Re:I, for one, am unafraid (1)

drinkypoo (153816) | more than 4 years ago | (#29680689)

if you're smart enough to remotely modify a robot's code to do something usefully nefarious, you're smart enough to sell a usefully nefarious to the government for megadollars.

False. The robotics researchers have done the work to find out how to make the robot do things. If you just change the order they do things in, then you can create potentially hazardous conditions. Remember, robot applies not just to the giant hockey puck that vacuums your kitchen floor but not your carpets, but also to self-driving dump trucks and the like. Changing it from "wait until the other vehicle passes, then turn left" to "wait until it's unsafe, then turn left" you have potentially committed murder (the vehicles are not automated at their endpoints, usually) or at least done massive amounts of property damage.

There's a lot more money to be made will legitimate killbots.

That market is not open to everyone; in fact, it's not really open to anyone. Those contracts are awarded. They're not really competed for. Remember when the U.S. Army was testing dragon skin armor vs. a new revision of the existing flak protection? They mucked up the test to cause the dragon skin to fail in spite of being lighter and better protection for our soldiers. The guy who ran the test resigned to become a head of the company which "won" the test almost immediately thereafter. Too bad about all those lives lost for his profit, though. The point stands, and is proven: you have to be essentially a made man before you can get a baby-killer grant.

Re:I, for one, am unafraid (1)

Nadaka (224565) | more than 4 years ago | (#29680917)

I seem to recall that the glue used to hold the dragon skin scales was water soluble and in long term tests the scales eventually migrated to the bottom of the vest?

"making robots do anything is hard" (1)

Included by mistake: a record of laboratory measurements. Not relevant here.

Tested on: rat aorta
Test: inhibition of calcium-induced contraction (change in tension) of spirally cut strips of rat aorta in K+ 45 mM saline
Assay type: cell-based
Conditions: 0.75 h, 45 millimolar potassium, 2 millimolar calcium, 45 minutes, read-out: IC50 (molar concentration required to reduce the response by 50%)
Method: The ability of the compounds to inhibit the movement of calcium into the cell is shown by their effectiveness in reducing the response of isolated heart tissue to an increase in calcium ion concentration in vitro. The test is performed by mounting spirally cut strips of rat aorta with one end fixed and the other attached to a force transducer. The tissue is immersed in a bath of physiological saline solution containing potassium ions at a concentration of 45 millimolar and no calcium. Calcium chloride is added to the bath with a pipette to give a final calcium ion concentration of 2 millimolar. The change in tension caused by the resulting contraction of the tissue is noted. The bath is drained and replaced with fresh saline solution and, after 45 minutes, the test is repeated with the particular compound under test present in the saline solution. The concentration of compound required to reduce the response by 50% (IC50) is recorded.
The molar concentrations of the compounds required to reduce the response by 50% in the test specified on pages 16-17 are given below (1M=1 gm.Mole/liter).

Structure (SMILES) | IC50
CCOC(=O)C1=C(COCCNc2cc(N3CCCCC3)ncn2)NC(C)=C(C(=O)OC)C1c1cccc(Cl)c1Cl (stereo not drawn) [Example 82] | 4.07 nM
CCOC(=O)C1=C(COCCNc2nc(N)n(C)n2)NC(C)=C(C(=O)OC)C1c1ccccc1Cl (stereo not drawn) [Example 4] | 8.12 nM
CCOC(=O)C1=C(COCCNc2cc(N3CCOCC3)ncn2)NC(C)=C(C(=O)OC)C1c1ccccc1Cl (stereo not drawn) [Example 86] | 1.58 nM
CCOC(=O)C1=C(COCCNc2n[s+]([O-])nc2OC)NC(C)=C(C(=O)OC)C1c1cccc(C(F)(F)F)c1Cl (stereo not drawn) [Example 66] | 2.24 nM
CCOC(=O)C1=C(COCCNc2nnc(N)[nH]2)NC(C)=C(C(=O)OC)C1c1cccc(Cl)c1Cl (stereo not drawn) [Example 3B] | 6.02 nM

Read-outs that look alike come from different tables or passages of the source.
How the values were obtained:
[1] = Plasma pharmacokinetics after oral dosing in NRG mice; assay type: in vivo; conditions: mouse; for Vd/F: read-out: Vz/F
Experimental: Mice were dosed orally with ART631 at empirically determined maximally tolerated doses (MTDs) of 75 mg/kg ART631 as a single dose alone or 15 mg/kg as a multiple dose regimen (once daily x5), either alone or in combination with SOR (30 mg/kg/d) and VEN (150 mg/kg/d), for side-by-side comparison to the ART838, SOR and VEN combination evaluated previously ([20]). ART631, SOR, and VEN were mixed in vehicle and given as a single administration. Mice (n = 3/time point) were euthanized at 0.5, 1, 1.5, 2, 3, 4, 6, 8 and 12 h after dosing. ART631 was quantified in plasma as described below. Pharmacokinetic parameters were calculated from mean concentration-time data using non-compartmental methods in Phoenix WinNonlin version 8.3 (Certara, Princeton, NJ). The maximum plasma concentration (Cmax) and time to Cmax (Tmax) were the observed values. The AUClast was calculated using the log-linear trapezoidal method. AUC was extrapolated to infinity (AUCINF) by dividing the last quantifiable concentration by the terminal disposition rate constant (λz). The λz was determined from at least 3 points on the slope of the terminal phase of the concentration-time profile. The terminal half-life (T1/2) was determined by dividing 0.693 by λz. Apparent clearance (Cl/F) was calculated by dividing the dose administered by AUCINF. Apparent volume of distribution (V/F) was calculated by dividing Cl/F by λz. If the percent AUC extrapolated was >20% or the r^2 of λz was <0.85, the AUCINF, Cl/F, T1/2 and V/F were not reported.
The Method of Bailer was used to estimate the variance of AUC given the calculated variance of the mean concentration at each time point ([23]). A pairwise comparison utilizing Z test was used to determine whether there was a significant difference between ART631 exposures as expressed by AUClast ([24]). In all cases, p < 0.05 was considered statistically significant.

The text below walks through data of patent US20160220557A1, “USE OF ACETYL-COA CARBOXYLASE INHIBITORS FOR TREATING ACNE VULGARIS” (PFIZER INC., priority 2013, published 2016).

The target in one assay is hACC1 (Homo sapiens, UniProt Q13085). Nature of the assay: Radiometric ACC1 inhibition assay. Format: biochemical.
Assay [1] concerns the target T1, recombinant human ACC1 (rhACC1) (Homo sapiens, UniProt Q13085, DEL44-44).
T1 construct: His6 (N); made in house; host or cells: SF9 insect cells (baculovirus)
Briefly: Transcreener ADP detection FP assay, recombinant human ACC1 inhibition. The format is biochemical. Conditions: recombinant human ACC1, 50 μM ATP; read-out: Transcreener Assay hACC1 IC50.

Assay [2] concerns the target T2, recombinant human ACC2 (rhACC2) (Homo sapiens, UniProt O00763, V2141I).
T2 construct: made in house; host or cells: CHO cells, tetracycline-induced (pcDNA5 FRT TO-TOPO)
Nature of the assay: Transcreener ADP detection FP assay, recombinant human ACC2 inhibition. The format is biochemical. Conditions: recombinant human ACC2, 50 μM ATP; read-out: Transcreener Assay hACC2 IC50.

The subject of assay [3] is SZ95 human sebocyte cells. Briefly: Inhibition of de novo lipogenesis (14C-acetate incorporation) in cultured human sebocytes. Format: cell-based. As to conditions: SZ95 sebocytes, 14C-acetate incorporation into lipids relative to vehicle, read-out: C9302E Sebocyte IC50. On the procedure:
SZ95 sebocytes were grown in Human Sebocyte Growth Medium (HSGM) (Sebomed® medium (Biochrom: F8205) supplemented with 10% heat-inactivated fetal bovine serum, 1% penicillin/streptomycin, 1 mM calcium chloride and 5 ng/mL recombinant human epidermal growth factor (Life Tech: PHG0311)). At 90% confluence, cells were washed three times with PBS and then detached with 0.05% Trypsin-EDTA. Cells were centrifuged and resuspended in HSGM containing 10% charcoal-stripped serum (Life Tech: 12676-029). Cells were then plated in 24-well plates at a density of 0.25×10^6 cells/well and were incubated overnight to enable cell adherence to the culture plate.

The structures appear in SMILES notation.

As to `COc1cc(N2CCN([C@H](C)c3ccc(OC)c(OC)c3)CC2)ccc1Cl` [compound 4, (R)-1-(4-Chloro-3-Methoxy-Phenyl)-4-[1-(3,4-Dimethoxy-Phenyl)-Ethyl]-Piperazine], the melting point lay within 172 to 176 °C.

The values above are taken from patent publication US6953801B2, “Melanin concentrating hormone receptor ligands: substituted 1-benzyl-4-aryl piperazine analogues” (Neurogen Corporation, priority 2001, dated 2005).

circletimessquare (444983) | more than 4 years ago | (#29680965)

yes, you are correct that it is not conceivable a hacker would reprogram a robot with entirely new PhD thesis level code that took months to write just for a prank. but a wartime enemy or a well-paid industrial saboteur might for the purposes of seriously destructive intentions

furthermore, an effectively dangerous hack might be nothing more than instructing a robot to do nothing when it is supposed to be doing something, to simply erase or freeze the robot. hitting the off switch remotely is orders of magnitude easier conceptually than writing novel code. so even the benign prank-intentioned hacker might create a life-threatening situation if that robot is depended upon to do something vital. which is usually the case, for someone to invest a function to the care of an expensive robot, its probably important

How dangerous would a hacked robot be? (2, Funny)

Onyma (1018104) | more than 4 years ago | (#29680613)

That depends on the size of the robot. I'm thinking a hacked Aibo is not much of a threat. Something the size of the Stay Puft Marshmallow man... that's a whole different kinda problem.

Re:How dangerous would a hacked robot be? (1)

natehoy (1608657) | more than 4 years ago | (#29681287)

Well, it all depends on your definition of "threat". The physical threat posed by an Aibo or Roomba is pretty low, unless it manages to somehow trip me up or expose wiring in my house or something. I suppose it could be used to start a fire if the materials were somewhat accessible to it, or something like that. However, physical threat is not the only issue.